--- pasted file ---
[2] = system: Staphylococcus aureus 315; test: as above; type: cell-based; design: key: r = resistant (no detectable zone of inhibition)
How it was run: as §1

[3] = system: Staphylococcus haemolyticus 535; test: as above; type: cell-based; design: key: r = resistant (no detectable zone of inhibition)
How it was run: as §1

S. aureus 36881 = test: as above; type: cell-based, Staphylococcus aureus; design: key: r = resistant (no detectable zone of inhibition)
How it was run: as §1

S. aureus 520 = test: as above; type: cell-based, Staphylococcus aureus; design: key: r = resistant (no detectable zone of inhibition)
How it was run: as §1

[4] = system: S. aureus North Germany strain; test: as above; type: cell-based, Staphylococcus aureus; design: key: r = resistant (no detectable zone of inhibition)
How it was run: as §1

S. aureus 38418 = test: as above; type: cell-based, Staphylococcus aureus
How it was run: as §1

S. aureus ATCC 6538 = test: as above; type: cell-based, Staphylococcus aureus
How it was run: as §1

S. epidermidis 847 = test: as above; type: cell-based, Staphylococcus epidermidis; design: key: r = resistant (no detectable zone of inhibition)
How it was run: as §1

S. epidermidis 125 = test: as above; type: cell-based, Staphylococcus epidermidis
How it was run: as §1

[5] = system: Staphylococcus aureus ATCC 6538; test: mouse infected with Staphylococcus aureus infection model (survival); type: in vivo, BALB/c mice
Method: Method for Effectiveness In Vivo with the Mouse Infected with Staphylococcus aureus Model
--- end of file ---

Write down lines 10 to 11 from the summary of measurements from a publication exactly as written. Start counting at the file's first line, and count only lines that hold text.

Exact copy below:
How it was run: as §1

S. aureus 38418 = test: as above; type: cell-based, Staphylococcus aureus